Fault detection based on the sensed high side and low side voltages may use a preferred method as shown in FIG. 3. After initializing in step 70, the microcontroller checks in step 71 to determine whether the radio receiver is active. If not, then antenna power is turned off or remains off in step 72. If the radio receiver is turned on, then antenna power is turned on in step 73 by driving the Antenna Enable signal from the microcontroller to its high logic level. Using the A/D converters, voltages V1 and V2 are sampled in step 74. In order to further reduce transient effects, several consecutive voltage measurements (e.g., 4 consecutive samples) may be averaged. These moving averages are updated in step 75. The sample rate and number of samples included in the moving average are preferably determined according to an amount of time that the main switching transistor can safely dissipate heat caused during a short-circuit condition.
In step 76, a difference D between the moving averages of V1 and V2 is calculated. Difference D represents an overall voltage drop across the switching circuit which is proportional to the load current. If the load current is too high, then a short circuit is detected. If the load current is too low, then power is not being consumed by the antenna amplifier and an open circuit is detected. These conditions are detected by comparing difference D to an upper limit LU and a lower limit LL which may be stored in a look-up table, for example.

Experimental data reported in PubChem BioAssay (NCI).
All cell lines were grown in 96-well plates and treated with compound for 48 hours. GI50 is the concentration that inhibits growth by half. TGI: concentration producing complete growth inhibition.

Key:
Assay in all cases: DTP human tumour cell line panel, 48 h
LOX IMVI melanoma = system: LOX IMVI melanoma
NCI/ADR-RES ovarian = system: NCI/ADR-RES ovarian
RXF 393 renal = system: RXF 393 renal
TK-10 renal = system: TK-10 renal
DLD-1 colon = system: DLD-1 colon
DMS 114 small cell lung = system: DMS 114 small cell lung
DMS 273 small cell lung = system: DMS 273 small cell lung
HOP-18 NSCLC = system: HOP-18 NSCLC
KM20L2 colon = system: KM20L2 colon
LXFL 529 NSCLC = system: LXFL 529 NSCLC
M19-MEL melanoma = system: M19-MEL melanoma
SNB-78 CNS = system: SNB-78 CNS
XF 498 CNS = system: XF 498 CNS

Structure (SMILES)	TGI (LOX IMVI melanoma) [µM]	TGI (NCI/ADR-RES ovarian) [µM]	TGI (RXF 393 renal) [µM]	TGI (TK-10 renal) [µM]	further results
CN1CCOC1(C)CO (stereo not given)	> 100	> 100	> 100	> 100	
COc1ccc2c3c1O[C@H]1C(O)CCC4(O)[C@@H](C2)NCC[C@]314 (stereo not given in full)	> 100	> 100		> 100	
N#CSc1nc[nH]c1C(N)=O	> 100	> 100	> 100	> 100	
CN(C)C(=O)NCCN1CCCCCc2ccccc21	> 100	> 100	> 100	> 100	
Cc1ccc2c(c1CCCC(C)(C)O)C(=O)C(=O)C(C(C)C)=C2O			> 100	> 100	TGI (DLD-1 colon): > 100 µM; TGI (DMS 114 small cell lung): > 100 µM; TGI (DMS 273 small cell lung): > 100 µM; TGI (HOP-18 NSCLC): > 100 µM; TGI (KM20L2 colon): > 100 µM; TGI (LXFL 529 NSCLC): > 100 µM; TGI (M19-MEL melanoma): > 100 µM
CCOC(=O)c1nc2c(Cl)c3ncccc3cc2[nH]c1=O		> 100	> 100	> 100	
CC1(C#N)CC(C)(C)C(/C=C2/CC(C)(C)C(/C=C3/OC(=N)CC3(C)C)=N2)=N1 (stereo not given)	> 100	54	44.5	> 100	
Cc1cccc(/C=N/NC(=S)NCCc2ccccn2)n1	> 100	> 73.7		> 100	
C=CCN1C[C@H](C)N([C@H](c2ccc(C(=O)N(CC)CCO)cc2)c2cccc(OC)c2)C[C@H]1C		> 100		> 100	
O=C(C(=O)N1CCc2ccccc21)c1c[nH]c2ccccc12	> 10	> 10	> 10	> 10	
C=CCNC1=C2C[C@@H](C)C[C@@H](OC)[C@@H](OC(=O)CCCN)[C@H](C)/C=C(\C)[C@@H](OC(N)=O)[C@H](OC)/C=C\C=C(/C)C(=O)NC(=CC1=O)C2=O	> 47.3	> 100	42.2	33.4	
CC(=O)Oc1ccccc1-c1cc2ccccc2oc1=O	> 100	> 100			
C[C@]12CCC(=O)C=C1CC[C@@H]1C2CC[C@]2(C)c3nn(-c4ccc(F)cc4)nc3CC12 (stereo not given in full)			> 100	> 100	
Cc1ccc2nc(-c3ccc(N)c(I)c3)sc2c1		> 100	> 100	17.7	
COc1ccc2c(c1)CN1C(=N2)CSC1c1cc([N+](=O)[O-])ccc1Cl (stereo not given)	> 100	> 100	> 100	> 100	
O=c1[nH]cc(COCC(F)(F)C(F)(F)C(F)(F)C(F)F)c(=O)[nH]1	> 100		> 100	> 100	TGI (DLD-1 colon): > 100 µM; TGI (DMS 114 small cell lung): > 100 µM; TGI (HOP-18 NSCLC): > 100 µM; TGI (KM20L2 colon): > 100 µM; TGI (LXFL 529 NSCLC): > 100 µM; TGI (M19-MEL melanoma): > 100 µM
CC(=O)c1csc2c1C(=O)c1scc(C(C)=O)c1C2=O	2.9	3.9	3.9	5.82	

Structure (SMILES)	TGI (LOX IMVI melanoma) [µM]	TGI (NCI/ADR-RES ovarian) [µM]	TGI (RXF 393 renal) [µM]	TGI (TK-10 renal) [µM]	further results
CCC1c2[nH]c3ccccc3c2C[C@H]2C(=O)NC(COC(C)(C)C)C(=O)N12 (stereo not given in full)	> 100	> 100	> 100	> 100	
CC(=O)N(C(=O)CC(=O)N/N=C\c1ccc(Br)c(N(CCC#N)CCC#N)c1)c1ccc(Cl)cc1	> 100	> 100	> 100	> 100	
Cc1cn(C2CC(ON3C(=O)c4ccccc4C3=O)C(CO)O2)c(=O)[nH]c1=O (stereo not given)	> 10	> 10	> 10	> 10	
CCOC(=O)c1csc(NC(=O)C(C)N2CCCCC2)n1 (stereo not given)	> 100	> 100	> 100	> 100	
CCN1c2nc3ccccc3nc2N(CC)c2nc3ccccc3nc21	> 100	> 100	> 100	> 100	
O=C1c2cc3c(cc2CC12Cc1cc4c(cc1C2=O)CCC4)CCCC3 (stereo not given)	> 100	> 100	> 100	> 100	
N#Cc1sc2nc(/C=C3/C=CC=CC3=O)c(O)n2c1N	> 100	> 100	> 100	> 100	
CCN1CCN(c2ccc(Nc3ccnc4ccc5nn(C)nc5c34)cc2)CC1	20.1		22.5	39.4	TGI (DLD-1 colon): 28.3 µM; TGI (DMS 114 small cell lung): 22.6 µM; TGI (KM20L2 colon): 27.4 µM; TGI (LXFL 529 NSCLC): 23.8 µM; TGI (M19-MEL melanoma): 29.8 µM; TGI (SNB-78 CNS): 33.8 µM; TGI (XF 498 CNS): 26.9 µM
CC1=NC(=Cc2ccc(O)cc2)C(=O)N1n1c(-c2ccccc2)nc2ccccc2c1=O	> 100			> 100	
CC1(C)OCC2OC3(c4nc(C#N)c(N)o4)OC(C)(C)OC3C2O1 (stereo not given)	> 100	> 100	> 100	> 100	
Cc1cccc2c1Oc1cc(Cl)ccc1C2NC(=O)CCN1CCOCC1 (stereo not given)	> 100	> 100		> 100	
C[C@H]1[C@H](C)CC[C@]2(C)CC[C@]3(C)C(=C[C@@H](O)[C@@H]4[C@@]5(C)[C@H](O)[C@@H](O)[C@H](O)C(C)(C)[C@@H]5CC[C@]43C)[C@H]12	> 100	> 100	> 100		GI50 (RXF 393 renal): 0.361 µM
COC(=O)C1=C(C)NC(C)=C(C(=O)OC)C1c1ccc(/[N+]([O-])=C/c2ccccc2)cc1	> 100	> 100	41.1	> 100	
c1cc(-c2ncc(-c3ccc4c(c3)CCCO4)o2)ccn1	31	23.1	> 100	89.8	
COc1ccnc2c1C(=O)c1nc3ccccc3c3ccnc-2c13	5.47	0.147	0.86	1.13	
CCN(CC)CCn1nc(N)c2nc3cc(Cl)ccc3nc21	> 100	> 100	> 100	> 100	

In step 77, a check is made to determine whether difference D is lower than lower limit LL. If it is, then an open-circuit fault is signaled in step 78. Signaling of a fault preferably is comprised of setting a diagnostic code in the memory of the receiver so that the diagnostic code can be retrieved by a service technician who can then isolate and repair the fault. After signaling the fault, a predetermined sampling delay (e.g., 4 mS) is executed in step 80 and then a return is made to obtain the next samples in step 74. Preferably, the antenna power remains on during an open-circuit fault so that it will be available when the fault is corrected.
If step 77 determines that there is no open-circuit fault then a check is made in step 81 to determine whether difference D is greater than upper limit LU. If it is not, then regular sampling continues via step 80. Otherwise, a short-circuit fault is signaled in step 82. To avoid thermal damage to the main switching transistor during a short circuit, antenna power is turned off is step 83 (e.g., the Antenna Enable signal is driven to a low logic level to remove the turn-on bias from the main transistor).
In order to restore antenna operation as soon as a short-circuit fault is corrected, periodic re-testing may be employed. After a predetermined delay in step 84 which is adequate to allow thermal recovery of the main transistor (e.g., 128 mS), a return is made to step 73 to turn the antenna power back on and to again sample the resulting voltages. If the short-circuit condition still exists, then the on-and-off cycling of antenna power continues until the fault is corrected or the antenna is no longer required to be enabled.